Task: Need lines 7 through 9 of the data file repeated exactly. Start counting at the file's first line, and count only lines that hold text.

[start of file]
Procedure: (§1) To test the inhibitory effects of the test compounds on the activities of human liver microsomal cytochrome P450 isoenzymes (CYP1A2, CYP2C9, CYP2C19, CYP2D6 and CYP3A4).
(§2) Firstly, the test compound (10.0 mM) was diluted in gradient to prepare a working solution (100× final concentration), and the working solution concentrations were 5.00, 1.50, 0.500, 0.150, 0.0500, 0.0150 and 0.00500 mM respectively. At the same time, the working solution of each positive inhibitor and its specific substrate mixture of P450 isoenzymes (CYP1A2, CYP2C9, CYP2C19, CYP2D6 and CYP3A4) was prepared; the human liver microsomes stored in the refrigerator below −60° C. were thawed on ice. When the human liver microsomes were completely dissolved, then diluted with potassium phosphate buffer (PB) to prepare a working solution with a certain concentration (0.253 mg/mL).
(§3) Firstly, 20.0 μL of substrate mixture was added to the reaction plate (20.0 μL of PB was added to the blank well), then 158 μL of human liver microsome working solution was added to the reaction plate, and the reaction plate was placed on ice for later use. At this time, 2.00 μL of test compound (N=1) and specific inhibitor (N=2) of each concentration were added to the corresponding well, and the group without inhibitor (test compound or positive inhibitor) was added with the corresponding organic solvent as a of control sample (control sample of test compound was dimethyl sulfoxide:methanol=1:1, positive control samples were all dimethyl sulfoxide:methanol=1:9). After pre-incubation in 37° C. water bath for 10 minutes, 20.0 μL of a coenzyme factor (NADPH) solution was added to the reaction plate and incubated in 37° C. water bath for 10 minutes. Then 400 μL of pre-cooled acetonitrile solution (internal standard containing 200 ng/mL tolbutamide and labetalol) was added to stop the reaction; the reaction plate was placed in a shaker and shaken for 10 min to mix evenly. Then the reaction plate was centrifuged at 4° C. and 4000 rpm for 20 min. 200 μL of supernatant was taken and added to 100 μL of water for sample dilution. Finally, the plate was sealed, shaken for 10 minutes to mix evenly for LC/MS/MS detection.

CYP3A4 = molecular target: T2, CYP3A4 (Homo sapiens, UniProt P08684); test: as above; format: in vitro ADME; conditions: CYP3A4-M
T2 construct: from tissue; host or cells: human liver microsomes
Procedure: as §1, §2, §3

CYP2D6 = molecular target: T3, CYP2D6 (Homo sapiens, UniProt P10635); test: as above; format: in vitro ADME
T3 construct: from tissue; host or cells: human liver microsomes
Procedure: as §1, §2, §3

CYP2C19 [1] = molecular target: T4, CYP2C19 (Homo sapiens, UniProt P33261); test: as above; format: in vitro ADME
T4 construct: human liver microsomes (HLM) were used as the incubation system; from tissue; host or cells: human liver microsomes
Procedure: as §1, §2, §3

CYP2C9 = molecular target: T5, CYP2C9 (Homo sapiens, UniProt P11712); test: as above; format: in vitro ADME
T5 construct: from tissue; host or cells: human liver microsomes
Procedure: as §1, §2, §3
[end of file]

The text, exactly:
CYP2D6 = molecular target: T3, CYP2D6 (Homo sapiens, UniProt P10635); test: as above; format: in vitro ADME
T3 construct: from tissue; host or cells: human liver microsomes
Procedure: as §1, §2, §3